Best Evergreen Trees to Plant In New York
Much of New York's terrain is covered in dark, evergreen conifers. From the leaf's tiny structure to the tree's overall design, these cone-bearing conifer trees are adapted to tolerate hard, cold climates. Despite their needle-like appearance, conifer leaves function quite similarly to the flat, broad leaves of an oak or sugar maple tree. The majority of conifers retain their needles all year.
Although pines are often mentioned when discussing evergreens, conifers include fir, spruce, hemlocks, and other species. But how can we distinguish between them? Here are some basic guidelines to help you identify the tree group.
12 Evergreen Trees to Grow in New York
Here is the list of the best evergreen to grow in New York state.
1. Douglas Fir
Plant douglas fir for its majestic, spire-like shape that evergreen fans adore. It looks wonderful massed as a screen in an evergreen landscape, even though it's frequently used as a lone tree. Although the douglas fir doesn't appreciate hot, dry winds, it thrives in soil wetness and atmospheric moisture environments. Depending on the source of the tree's seeds, its color might vary, with blue-green varieties being the most beautiful and robust.
2. Eastern Red Cedar
Eastern red cedars are so adaptable that they grow on dry, rocky hillsides and at the edges of wetlands. They also do well as windbreaks in rural areas and as city screens. Rich green foliage that becomes fiery brown-green in the winter can be found on this heavily branching juniper.
3. White Pine
Since some white pine species can reach heights of 50 to 80 feet and widths of 20 to 40 feet, this evergreen requires a lot of space. However, columnar kinds also have a maximum height and width of 20 feet and 14 feet, respectively, making them ideal for screens in smaller yards. Fast-growing white pines have smooth, billowy textures that are a welcome change from the rigid appearance of many other evergreens. The trees are self-mulching due to the blue-green needles, which are appealing all year round, and occasionally drop part of them to the ground.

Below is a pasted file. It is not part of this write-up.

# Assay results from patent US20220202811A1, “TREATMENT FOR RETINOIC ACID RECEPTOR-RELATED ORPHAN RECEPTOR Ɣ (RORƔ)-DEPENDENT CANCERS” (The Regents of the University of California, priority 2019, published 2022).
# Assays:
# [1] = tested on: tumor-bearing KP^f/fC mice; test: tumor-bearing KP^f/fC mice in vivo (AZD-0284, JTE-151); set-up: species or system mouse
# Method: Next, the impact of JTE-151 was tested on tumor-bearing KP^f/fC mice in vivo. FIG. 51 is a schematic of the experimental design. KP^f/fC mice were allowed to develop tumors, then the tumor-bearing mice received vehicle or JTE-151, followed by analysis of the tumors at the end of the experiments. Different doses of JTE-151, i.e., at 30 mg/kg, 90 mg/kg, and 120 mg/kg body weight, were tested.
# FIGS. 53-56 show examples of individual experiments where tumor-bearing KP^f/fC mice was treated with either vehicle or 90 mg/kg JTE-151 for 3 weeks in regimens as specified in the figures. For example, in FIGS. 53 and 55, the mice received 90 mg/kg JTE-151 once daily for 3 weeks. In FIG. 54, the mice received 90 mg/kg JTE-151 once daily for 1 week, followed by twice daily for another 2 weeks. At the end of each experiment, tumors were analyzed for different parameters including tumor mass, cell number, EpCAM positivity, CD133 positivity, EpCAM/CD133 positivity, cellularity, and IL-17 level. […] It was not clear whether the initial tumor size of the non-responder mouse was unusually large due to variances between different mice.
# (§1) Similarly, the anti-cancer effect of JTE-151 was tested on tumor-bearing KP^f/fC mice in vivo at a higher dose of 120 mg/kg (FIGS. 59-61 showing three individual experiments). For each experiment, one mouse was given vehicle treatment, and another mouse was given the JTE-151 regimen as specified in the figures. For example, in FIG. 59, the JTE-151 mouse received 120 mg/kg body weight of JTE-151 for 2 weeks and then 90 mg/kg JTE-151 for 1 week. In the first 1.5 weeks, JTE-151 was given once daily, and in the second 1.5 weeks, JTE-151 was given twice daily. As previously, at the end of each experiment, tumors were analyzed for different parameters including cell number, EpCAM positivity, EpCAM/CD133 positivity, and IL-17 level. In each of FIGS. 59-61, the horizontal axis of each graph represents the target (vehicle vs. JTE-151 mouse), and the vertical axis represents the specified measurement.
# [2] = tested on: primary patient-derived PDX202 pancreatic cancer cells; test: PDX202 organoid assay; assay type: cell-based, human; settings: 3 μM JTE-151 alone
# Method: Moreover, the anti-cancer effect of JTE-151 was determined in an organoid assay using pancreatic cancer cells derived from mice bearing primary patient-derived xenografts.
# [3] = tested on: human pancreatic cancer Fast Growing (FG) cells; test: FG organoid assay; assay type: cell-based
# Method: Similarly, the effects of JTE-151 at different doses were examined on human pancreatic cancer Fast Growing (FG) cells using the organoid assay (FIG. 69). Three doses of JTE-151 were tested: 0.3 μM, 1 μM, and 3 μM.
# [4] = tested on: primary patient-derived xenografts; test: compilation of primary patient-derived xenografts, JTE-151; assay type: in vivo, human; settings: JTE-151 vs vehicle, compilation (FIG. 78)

4. Concolor Fir
Similar to white pine, concolor fir may grow in a variety of environments. It is also known as white fir and does well in hot, dry climates and in the cold of winter, but it thrives on consistently moist soil and has adequate drainage. The common name is due to the white gloss on the blue-gray needles. Concolor fir serves as a specimen to obscure a view or paired with other trees in evergreen landscaping due to its distinctive needles, appealing conical shape, and tiered branches.
5. Norway Spruce
The Norway spruce stands out among other evergreens because it has the pyramidal structure many conifers have. Still, the stems can hang down gently because the horizontal branches extend upward. The result is stunning and unusual. Although Norway spruce can reach heights of 50 to 60 feet and widths of 25 to 30 feet, popular cultivars are often on the smaller side.
6. Deodar Cedar
Deodar cedar, one of the few real cedars, is extremely versatile, grows quickly, and has dense branching when young. It produces a remarkable solo tree with blue-green needles and graceful, gently weeping branches that grow more artistic with age. It is ideal for a screen or as part of an evergreen landscape.
7. False Cypress
False cypress is a useful addition to your winter garden, and it comes in a wide range of kinds with various colors and shapes. It should come as no surprise that it's great for increasing privacy. Some cultivars of false cypress can be pruned like a hedge, while others can grow as fluffy, deformed, or twisted as they see fit. Blue-gray to golden-green are the available hues.
8. Leyland Cypress
Leyland cypress, another warm-climate evergreen tree for seclusion, is ideal for screens due to its columnar structure and consistently vibrant color. There are cultivars with yellow, gray, or brilliant green foliage if the feathery, blue-green foliage doesn't appeal to you.
9. American Arborvitae
American arborvitae sometimes referred to as eastern arborvitae, is the go-to evergreen for fencing because of its long lifespan. The most common types reach maturity at a significantly shorter height than in the wild, maturing at 10 to 15 feet, which makes them ideal for year-round privacy in evergreen landscaping. Although American arborvitae is resilient and adaptive, deer browsing is its major issue (wrap arborvitae in burlap in the winter or spray with a deer repellent to ward off deer).